Vrook blinked. "Ah," he said. "Of course, if that is what you wish, Giles."
Well, it was a start. Rome wasn't built in a day and all that.
Dawn bore a look of eager anticipation as Rachel cleared the gym area out. She didn't normally bother to do so, but she wanted to see the totality of what Dawn could achieve against her that day and that meant she needed plenty of space. Jedi battles could get pretty acrobatic and if Dawn wanted to go that way then Rachel wanted to give her as fair an opportunity as possible to show what she could do. Gawkers would just get in the way of that.
Once the room was clear, Rachel shrugged off her lab coat, leaving herself in the tunic and trousers of her traditional robes. "Well, Dawn," she said, unclipping her lightsabre. "Let's see what you can do."
Dawn pulled her lightsabre loose of her belt and ignited it in one smooth motion, bathing the room around her in a bright white light. As she set herself into a solid-looking ready stance she flourished her sabre in an elaborate movement. Ah, youth. She'd get that knocked out of her soon enough when she started used it for real. Rachel ignited her own sabre, newly constructed after losing her old, in reply, bathing the room around her in green light.
Predictably, Dawn was the first to attack. Patience was not a strong point of the Summers family as a rule and Dawn was far from being an exception to that. She quickly advanced and started out with a darting slash at Rachel's mid-section that was easily intercepted before smoothly shifting into another attack aimed at the opposite side which Rachel parried aside before smashing her elbow into Dawn's jaw to force her back.
Before Dawn could resume the offensive, Rachel stepped in and stabbed at her mid-section, forcing Dawn to leap back to avoid being ran through. Rachel gathered the Force in her legs and leapt after her, exchanging a rapid series of cuts and parries in a blur of motion as they moved through the air. When they landed, Dawn parried aside a blow and locked the blades aside before attempting to slam a knee up into Rachel's gut that would have knocked the breath out of her if she hadn't kicked out at Dawn's ankle and knocked her off her feet before she could land the blow.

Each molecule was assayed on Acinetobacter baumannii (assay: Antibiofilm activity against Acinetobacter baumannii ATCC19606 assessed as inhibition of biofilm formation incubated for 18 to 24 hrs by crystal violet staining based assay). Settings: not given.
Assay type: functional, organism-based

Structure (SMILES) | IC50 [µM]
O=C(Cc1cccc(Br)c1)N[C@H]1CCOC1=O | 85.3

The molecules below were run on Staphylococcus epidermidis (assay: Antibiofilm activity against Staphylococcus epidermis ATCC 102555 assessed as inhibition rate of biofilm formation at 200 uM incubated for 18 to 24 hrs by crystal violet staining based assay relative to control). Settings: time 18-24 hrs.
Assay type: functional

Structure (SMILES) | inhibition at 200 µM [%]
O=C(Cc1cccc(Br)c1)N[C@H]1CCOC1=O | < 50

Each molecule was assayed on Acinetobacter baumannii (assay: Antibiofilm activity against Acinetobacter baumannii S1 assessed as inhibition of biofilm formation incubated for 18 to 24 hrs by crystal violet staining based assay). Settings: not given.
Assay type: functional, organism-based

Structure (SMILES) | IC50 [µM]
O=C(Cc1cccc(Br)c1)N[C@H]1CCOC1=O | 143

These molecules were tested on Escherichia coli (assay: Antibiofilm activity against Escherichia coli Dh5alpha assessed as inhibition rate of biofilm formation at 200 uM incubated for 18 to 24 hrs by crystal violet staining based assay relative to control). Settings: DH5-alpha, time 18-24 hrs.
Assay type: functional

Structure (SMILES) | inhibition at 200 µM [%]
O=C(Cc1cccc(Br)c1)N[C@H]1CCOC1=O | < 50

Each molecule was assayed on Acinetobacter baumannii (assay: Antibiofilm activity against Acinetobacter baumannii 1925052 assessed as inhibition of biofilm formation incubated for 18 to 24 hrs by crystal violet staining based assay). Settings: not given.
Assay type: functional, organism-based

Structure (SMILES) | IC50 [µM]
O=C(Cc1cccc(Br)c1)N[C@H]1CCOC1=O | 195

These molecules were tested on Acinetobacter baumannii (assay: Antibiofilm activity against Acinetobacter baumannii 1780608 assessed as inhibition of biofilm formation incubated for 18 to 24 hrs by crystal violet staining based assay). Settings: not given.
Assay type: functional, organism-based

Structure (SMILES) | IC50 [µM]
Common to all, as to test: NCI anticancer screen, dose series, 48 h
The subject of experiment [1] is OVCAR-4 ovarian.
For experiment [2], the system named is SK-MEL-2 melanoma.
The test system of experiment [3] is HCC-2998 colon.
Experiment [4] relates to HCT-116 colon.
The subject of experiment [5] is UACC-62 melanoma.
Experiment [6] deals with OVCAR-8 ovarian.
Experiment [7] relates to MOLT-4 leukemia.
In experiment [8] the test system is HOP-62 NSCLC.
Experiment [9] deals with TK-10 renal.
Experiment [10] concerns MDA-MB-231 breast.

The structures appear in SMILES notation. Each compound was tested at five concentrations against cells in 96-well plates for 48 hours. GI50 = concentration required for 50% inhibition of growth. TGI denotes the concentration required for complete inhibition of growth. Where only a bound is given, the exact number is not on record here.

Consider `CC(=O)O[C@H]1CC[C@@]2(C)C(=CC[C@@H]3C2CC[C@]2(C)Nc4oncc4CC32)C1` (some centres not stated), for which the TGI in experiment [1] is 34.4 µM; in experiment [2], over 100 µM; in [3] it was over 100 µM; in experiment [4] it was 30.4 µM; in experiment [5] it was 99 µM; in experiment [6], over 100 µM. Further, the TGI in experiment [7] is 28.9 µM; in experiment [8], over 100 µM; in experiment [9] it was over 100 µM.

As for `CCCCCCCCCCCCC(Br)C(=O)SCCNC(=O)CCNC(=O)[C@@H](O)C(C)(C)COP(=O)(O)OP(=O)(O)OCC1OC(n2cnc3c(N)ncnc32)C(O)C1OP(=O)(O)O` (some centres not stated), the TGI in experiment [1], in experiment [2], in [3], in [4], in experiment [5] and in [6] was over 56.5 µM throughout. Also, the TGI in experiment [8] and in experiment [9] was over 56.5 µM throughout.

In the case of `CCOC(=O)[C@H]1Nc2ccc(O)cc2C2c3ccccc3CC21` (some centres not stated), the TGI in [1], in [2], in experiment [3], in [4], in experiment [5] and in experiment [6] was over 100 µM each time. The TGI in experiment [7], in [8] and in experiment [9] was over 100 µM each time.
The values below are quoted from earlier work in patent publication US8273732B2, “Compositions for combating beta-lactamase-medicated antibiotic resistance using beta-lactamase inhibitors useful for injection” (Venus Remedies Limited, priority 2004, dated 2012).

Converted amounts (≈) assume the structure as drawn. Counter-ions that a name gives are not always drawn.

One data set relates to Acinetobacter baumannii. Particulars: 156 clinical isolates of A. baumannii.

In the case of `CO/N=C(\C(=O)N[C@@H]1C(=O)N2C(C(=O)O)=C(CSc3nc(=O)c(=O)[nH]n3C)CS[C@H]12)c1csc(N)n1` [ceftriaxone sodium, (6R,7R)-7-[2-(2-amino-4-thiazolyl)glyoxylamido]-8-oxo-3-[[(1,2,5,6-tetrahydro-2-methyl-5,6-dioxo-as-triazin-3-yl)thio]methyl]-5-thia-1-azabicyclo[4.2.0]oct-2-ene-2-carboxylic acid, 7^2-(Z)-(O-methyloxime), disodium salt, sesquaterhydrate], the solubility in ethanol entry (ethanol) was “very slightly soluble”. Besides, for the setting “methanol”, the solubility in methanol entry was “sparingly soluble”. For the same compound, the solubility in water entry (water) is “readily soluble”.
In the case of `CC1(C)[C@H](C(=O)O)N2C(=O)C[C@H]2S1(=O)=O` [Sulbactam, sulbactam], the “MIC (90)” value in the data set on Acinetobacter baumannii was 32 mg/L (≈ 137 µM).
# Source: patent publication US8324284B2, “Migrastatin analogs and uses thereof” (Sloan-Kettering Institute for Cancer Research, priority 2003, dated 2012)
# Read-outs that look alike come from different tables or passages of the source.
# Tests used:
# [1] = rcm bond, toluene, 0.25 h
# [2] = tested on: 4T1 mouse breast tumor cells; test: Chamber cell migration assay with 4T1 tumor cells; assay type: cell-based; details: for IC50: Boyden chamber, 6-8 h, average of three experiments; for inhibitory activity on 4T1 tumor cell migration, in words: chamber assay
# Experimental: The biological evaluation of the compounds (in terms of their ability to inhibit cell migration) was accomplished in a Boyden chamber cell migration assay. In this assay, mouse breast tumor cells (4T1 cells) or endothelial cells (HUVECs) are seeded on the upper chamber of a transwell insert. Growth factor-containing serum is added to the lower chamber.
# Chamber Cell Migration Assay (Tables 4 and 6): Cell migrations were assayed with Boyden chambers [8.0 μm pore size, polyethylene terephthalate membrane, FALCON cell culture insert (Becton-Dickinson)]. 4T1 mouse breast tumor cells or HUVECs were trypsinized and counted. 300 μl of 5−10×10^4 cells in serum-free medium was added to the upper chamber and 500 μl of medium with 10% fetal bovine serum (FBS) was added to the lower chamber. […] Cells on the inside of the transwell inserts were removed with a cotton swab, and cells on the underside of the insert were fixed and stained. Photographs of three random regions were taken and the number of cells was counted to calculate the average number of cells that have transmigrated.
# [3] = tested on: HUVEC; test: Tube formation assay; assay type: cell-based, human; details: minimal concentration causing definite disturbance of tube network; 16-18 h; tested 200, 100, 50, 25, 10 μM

Her apprentice reacted quickly though and rolled out of the way before Rachel's blade could skewer her prone form. Rachel didn't give her any time to breath, though; she moved in straight away with a series of quick, precise cuts that darted from side to side, angle to angle, probing Dawn's defences. Dawn didn't even try to stand her ground. She'd learned how futile that was when faced with that type of attack; she backed off and kept her distance as best she could while defending against the strikes.
Eventually the tide turned, as it always does. Dawn caught one of the probing strikes on her blade in a straight-up block and then used all her power to shove Rachel back through the locked blades. And then she advanced quickly with brutal, clubbing strikes, working all the angles so that Rachel found her avenues of escape very slimmed down indeed. It wasn't subtle and it wasn't pretty, but that was shien - and by extension djem so - for you: all about overpowering the opponent with no concept of elegance or subtlety.
Rachel, of course, wasn't without her answers to that sort of assault. If she was a master of makashi and makashi alone, then she would have been in trouble; she wasn't. In one moment she switched from the elegant fencing style of makashi to the aggressive offence of juyo and returned fire with a flurry of stabbing strikes aimed at Dawn's chest that forced the young apprentice back onto the defensive.
Of course, Dawn was able to defend herself. The girl was quick on her feet and wasn't prone to letting herself panic when faced with adversity, so she managed to knock the thrusts harmlessly aside, even the awkward ones that had been aimed below her centre of gravity and where she held her blade. She was forced to give up ground with each strike, though and found herself unfortunately backed against the wall with nowhere left to retreat to.